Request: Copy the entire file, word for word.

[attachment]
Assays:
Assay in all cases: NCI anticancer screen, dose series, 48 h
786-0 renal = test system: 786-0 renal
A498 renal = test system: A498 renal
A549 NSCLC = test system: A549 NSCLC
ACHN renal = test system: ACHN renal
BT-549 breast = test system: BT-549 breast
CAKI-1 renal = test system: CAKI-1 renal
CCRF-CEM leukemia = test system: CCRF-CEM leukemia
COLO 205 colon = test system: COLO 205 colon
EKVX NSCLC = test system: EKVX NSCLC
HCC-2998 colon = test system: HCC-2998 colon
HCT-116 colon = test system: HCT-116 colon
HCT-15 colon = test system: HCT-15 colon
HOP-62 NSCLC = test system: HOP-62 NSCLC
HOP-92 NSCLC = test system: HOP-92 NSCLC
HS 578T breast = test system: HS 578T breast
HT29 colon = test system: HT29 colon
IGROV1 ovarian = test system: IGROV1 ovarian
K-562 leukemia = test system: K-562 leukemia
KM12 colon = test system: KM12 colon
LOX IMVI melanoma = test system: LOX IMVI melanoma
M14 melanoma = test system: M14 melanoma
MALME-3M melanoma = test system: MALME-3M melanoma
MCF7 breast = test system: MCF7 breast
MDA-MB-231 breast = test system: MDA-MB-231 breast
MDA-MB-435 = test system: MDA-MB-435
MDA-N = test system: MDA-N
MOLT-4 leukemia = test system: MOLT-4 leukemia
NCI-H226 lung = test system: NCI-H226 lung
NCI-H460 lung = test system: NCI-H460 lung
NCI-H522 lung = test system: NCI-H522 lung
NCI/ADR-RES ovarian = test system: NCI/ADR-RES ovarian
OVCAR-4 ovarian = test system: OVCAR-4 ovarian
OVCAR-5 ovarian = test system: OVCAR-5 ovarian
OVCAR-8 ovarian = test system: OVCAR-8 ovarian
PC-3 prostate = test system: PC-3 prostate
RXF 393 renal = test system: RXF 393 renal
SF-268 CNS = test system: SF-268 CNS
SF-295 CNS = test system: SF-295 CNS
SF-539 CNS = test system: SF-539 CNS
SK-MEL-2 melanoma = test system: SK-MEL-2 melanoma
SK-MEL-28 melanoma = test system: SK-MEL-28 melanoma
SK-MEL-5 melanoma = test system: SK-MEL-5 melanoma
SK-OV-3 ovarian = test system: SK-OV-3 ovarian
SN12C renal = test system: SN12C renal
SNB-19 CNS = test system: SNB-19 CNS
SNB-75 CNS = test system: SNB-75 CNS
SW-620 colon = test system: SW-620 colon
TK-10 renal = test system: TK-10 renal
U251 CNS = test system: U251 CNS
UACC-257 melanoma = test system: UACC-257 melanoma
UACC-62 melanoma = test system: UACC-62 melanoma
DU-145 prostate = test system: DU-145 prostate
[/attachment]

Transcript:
Assays:
Assay in all cases: NCI anticancer screen, dose series, 48 h
786-0 renal = test system: 786-0 renal
A498 renal = test system: A498 renal
A549 NSCLC = test system: A549 NSCLC
ACHN renal = test system: ACHN renal
BT-549 breast = test system: BT-549 breast
CAKI-1 renal = test system: CAKI-1 renal
CCRF-CEM leukemia = test system: CCRF-CEM leukemia
COLO 205 colon = test system: COLO 205 colon
EKVX NSCLC = test system: EKVX NSCLC
HCC-2998 colon = test system: HCC-2998 colon
HCT-116 colon = test system: HCT-116 colon
HCT-15 colon = test system: HCT-15 colon
HOP-62 NSCLC = test system: HOP-62 NSCLC
HOP-92 NSCLC = test system: HOP-92 NSCLC
HS 578T breast = test system: HS 578T breast
HT29 colon = test system: HT29 colon
IGROV1 ovarian = test system: IGROV1 ovarian
K-562 leukemia = test system: K-562 leukemia
KM12 colon = test system: KM12 colon
LOX IMVI melanoma = test system: LOX IMVI melanoma
M14 melanoma = test system: M14 melanoma
MALME-3M melanoma = test system: MALME-3M melanoma
MCF7 breast = test system: MCF7 breast
MDA-MB-231 breast = test system: MDA-MB-231 breast
MDA-MB-435 = test system: MDA-MB-435
MDA-N = test system: MDA-N
MOLT-4 leukemia = test system: MOLT-4 leukemia
NCI-H226 lung = test system: NCI-H226 lung
NCI-H460 lung = test system: NCI-H460 lung
NCI-H522 lung = test system: NCI-H522 lung
NCI/ADR-RES ovarian = test system: NCI/ADR-RES ovarian
OVCAR-4 ovarian = test system: OVCAR-4 ovarian
OVCAR-5 ovarian = test system: OVCAR-5 ovarian
OVCAR-8 ovarian = test system: OVCAR-8 ovarian
PC-3 prostate = test system: PC-3 prostate
RXF 393 renal = test system: RXF 393 renal
SF-268 CNS = test system: SF-268 CNS
SF-295 CNS = test system: SF-295 CNS
SF-539 CNS = test system: SF-539 CNS
SK-MEL-2 melanoma = test system: SK-MEL-2 melanoma
SK-MEL-28 melanoma = test system: SK-MEL-28 melanoma
SK-MEL-5 melanoma = test system: SK-MEL-5 melanoma
SK-OV-3 ovarian = test system: SK-OV-3 ovarian
SN12C renal = test system: SN12C renal
SNB-19 CNS = test system: SNB-19 CNS
SNB-75 CNS = test system: SNB-75 CNS
SW-620 colon = test system: SW-620 colon
TK-10 renal = test system: TK-10 renal
U251 CNS = test system: U251 CNS
UACC-257 melanoma = test system: UACC-257 melanoma
UACC-62 melanoma = test system: UACC-62 melanoma
DU-145 prostate = test system: DU-145 prostate